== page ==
Would it be writers looking to get published in major literary publications? Readers who just enjoy great stories? Students of literary writing?

I donít think most magazines have students as their prime subscriber base. I could be wrong about that, but students are often broke and also there are usually literary magazines floating around any Creative Writing department that they can read or borrow at their leisure. I think the biggest base for OV is just readers who enjoy good contemporary fiction - who like to see writers taking risks, but also expect some level of accessibility and readability and enjoyment. Many of our subscribers have been loyal to us for at least ten years. Of course all literary magazines have writers and writing professors on their subscriber lists. But I donít think this constitutes the overwhelming majority - otherwise there couldnít be as many thriving literary magazines in the United States today as there are. The world of professional writers is fairly small. The list of readers who also write primarily for themselves, and who maybe publish a story now and then but are first and foremost avid, engaged, dedicated readers of fiction is much larger, I think. I think these subscribers subscribe for the love of it, not the hope of getting published.

In Contributorsí Notes sections of popular literary publications, weíve read all too often that the author has had short stories published in various places and is now working on a novel. While this, of course, is a noble desire and one reason literary journals exist is to provide a means of helping novels become reality, isnít there something to be said simply for the short story, that short fiction is more than just the proverbial Ďstepping stone?í

I couldnít agree more. In fact, Iíve recently felt a bit demoralized by how little acceptance there is of this fact in the commercial publishing industry. Itís harder and harder to sell short story collections by authors who donít also have novels, and many agents wonít even consider collections by first-time writers. A Contributing Editor of OV, Stacy Bierlein, who is an incredibly talented writer whose work is, I believe, very marketable and also well-crafted and smart, is having a hell of a time getting an agent to take an interest in her sexy, fun, elegant collection, A Vacation on the Island of Ex-Boyfriends, simply because she isnít a novelist. These agents are praising her work, but saying they want to see a novel. I think collections are being more and more relegated to the independent publishing world, which is great for us but a real loss for readers who get their material primarily from the commercial houses, and a very big loss for the many brilliant writers of short fiction.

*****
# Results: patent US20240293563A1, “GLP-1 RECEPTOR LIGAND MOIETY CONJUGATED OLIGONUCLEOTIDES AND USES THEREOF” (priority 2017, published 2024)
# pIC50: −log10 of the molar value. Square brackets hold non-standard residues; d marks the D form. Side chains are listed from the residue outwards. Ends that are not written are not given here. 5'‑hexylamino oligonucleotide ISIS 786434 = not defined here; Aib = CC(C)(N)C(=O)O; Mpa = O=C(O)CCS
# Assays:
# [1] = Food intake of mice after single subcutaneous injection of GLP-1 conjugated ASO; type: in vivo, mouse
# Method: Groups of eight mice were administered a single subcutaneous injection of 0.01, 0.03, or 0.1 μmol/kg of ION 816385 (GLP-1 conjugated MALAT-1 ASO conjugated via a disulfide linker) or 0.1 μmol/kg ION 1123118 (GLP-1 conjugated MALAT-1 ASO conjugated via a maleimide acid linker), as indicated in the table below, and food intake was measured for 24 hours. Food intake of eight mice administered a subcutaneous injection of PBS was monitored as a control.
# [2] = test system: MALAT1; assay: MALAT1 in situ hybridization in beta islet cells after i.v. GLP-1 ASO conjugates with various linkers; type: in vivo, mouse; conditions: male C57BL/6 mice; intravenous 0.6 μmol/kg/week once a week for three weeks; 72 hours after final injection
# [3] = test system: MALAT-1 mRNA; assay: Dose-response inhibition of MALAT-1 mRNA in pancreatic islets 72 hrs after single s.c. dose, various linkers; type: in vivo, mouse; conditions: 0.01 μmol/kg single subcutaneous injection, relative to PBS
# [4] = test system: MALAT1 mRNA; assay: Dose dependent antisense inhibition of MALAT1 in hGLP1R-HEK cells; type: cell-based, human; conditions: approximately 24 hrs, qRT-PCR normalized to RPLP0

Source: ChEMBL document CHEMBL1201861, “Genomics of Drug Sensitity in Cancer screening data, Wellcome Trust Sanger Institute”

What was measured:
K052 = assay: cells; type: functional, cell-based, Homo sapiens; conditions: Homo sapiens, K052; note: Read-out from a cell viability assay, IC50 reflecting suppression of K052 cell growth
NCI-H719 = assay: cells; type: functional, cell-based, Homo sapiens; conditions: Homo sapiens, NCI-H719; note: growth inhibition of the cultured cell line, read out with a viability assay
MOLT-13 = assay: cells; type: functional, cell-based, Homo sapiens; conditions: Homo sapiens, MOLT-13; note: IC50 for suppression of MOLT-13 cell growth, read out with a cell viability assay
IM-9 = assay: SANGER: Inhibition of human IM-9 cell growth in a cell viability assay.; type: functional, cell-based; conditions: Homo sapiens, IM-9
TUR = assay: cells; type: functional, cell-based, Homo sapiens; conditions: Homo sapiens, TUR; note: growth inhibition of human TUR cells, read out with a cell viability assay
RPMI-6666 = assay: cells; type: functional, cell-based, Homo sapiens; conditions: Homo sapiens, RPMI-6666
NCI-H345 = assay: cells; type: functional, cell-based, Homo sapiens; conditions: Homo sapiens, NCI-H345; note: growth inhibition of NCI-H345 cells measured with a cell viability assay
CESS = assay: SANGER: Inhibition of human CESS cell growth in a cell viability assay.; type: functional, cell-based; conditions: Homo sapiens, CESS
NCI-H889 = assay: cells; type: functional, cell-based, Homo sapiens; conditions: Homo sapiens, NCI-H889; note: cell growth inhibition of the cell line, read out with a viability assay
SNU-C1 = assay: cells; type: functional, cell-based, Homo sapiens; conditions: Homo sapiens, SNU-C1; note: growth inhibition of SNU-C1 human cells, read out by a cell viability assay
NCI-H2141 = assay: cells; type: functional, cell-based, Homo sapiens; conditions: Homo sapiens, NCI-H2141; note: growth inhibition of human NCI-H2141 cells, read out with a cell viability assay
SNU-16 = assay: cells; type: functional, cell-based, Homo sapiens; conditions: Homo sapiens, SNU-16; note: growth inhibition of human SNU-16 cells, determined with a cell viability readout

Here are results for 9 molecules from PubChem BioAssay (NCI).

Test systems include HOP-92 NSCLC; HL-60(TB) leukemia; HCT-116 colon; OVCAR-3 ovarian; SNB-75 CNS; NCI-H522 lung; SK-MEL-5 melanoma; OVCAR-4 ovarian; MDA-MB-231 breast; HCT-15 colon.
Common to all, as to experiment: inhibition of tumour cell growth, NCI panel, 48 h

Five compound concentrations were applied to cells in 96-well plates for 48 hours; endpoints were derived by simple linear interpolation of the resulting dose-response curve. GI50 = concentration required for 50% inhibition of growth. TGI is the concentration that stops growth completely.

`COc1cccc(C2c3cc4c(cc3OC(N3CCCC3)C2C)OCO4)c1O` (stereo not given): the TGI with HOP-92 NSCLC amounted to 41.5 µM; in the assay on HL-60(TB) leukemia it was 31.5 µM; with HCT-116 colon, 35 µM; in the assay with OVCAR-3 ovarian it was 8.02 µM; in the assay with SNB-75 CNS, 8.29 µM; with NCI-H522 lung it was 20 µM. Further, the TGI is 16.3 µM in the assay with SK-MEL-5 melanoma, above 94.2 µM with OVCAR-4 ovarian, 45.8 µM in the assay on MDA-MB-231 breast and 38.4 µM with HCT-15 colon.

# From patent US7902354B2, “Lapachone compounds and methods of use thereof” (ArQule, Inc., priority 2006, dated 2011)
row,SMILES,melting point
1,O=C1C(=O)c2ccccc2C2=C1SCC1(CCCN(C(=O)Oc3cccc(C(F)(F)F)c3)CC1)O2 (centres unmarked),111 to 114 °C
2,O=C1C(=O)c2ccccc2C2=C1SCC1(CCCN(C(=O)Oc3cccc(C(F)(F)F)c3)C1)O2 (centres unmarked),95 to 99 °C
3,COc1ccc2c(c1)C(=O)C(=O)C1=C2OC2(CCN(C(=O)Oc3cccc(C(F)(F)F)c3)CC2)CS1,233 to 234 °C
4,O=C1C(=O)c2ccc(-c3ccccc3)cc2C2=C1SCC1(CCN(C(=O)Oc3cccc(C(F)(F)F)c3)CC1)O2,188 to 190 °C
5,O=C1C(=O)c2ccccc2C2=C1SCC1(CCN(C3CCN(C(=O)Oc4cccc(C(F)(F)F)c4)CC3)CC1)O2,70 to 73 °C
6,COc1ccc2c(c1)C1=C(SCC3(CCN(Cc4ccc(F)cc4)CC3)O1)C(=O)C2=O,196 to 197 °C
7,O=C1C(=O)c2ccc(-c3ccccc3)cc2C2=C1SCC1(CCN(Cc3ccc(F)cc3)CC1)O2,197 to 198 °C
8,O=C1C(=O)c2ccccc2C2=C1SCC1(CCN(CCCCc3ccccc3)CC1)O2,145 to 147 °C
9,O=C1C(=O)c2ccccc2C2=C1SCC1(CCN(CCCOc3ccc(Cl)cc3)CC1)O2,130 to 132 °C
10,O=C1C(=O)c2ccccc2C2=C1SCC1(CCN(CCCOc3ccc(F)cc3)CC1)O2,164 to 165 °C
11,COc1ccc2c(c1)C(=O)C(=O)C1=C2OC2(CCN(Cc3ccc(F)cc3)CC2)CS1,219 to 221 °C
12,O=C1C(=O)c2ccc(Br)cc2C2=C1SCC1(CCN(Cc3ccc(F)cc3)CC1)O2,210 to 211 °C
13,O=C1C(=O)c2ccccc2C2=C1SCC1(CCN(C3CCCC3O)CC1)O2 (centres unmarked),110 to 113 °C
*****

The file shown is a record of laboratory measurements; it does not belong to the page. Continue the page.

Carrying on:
That said, there are always wonderful exceptions - look at When the Messenger is Hot, which is a recent hit in the commercial publishing world. And three members of the OV Board, Pam Houston, Aimee Bender and Steve Almond, have made their careers primarily as short fiction writers. So itís important always to keep perspective and not to become extreme in oneís ire towards the New York publishing world. Itís important to remember that most of those editors and agents love literature too and they may seem ďbig businessĒ to those of us in the nonprofit world, but you know, theyíd probably be making more money as attorneys or stockbrokers too - theyíre usually in it for the love of words, just the way we are.


What does Gina Frangello like to see in a short story, in its structure, style, and content?